Out of curiosity, could folks give an estimate as to the maximum sustained throughput they have observed by a forwarder when the forwarder's maxKBps limit is uncapped, and the forwarder is configured to use useACK. If possible, please also include estimated system specs of source/destination, and other observations -- like if cpu was capped on either, or any network constraints.
In our situation, we're seeing roughly a max 'group=thruput, name=thruput, instantaneous_kbps=5979.775845'. Source and Dest are connected on local 1g network, no excessive CPU use, no interface packet errors or loss on either. Trying to get a feel for whether 100mbit+ speeds on a single forwarder are known to be possible with useACK and i need to begin troubleshooting elsewhere..
In my testing with Cisco ASA data, I don't see much of a difference with useACK on or off. I get about 12.5 MB/s on modest hardware with useACK enabled and maybe 5% better with useACK disabled. That's with a Universal Forwarder and indexer both running 6.4.0 on separate RHEL7 VMs. Those VMs each have 8 2GHz cores from a Xeon E7-4850 and I'm almost certain that I would need a faster CPU to get more throughput out of them. The indexer is using between 4-5 cores in this configuration which I believe is essentially its maximum with a single indexing pipeline. The forwarder uses a tiny fraction of a core.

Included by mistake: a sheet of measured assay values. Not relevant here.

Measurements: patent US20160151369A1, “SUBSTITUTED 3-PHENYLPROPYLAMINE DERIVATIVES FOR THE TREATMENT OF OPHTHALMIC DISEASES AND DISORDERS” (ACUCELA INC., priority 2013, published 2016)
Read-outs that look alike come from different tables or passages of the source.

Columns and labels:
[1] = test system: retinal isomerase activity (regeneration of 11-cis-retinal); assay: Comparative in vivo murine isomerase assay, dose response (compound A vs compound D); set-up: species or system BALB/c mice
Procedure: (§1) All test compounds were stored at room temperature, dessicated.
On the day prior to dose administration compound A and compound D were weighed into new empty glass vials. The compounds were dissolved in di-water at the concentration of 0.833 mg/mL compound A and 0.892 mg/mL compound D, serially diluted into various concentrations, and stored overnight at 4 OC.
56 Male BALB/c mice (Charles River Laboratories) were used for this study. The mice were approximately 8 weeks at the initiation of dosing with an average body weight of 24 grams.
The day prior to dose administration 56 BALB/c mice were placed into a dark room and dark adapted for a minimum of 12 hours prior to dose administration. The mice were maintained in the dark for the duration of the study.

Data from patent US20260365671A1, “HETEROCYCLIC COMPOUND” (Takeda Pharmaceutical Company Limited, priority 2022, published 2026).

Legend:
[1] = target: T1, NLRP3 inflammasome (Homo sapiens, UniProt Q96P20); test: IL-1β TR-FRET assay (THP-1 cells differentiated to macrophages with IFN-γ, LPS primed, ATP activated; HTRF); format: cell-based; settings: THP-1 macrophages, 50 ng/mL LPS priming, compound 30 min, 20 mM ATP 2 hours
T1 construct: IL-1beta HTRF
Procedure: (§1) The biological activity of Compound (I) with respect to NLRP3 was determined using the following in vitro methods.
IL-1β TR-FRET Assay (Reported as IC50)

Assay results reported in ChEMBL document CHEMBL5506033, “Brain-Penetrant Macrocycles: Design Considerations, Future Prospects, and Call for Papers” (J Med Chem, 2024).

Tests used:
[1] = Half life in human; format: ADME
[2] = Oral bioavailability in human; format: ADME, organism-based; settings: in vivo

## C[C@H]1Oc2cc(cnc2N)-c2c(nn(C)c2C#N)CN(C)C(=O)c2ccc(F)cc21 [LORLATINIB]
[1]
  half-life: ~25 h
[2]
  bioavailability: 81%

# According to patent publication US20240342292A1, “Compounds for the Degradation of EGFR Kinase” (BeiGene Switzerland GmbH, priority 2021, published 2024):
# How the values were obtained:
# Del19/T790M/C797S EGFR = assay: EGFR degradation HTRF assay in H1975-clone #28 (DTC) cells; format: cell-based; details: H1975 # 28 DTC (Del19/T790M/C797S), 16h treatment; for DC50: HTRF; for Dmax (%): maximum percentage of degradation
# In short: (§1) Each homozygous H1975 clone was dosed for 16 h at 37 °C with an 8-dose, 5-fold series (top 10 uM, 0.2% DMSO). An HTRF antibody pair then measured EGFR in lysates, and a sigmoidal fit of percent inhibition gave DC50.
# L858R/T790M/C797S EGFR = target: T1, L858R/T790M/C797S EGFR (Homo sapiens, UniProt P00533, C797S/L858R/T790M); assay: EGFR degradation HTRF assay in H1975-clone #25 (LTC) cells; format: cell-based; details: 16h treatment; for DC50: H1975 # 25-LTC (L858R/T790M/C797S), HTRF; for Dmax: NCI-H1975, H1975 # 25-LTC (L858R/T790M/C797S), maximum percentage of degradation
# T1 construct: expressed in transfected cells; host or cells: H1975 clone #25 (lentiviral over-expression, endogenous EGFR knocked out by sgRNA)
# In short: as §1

You mentioned that the maxKBps limit is uncapped which implies that you're using a Universal Forwarder. That's good; there might be a way to tune a heavy forwarder to match the throughput of a UF, but all I've seen is slower forwarding and higher CPU cost on the indexer and forwarder. I've also observed a big speed penalty when using SSL on a heavy forwarder.
All of that said, if there's no simple optimization available and you're on at least 6.3, maybe enabling multiple pipeline (http://docs.splunk.com/Documentation/Splunk/6.4.3/Indexer/Pipelinesets) will get you what you need. The catch is that if you're currently reading a single file you'll need to find a way to break it up into at least 2 separate files to boost your performance. You'll also end up using more cores but it sounds like you have them.